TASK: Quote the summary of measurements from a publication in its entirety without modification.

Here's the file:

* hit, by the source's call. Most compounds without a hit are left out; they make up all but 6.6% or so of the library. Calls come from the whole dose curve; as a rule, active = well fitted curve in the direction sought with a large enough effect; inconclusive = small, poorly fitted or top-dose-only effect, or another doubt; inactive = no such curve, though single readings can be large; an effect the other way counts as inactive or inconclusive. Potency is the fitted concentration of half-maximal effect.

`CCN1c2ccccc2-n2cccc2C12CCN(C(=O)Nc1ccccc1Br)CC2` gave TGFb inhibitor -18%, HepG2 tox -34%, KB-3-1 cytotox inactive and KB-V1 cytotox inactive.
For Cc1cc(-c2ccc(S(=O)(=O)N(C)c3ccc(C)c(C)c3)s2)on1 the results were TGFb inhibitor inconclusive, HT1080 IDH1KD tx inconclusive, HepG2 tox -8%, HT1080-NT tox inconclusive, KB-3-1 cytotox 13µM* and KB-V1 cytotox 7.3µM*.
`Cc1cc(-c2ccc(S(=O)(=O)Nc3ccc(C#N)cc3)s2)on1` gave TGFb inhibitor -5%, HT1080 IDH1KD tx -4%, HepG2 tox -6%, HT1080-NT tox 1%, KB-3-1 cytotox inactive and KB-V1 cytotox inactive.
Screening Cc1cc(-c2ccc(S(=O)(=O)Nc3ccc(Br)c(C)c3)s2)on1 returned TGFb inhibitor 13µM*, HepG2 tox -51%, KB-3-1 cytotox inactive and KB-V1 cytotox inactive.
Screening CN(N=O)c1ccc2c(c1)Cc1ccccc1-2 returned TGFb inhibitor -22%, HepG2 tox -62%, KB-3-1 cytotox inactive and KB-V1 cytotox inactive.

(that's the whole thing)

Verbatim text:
* hit, by the source's call. Most compounds without a hit are left out; they make up all but 6.6% or so of the library. Calls come from the whole dose curve; as a rule, active = well fitted curve in the direction sought with a large enough effect; inconclusive = small, poorly fitted or top-dose-only effect, or another doubt; inactive = no such curve, though single readings can be large; an effect the other way counts as inactive or inconclusive. Potency is the fitted concentration of half-maximal effect.

`CCN1c2ccccc2-n2cccc2C12CCN(C(=O)Nc1ccccc1Br)CC2` gave TGFb inhibitor -18%, HepG2 tox -34%, KB-3-1 cytotox inactive and KB-V1 cytotox inactive.
For Cc1cc(-c2ccc(S(=O)(=O)N(C)c3ccc(C)c(C)c3)s2)on1 the results were TGFb inhibitor inconclusive, HT1080 IDH1KD tx inconclusive, HepG2 tox -8%, HT1080-NT tox inconclusive, KB-3-1 cytotox 13µM* and KB-V1 cytotox 7.3µM*.
`Cc1cc(-c2ccc(S(=O)(=O)Nc3ccc(C#N)cc3)s2)on1` gave TGFb inhibitor -5%, HT1080 IDH1KD tx -4%, HepG2 tox -6%, HT1080-NT tox 1%, KB-3-1 cytotox inactive and KB-V1 cytotox inactive.
Screening Cc1cc(-c2ccc(S(=O)(=O)Nc3ccc(Br)c(C)c3)s2)on1 returned TGFb inhibitor 13µM*, HepG2 tox -51%, KB-3-1 cytotox inactive and KB-V1 cytotox inactive.
Screening CN(N=O)c1ccc2c(c1)Cc1ccccc1-2 returned TGFb inhibitor -22%, HepG2 tox -62%, KB-3-1 cytotox inactive and KB-V1 cytotox inactive.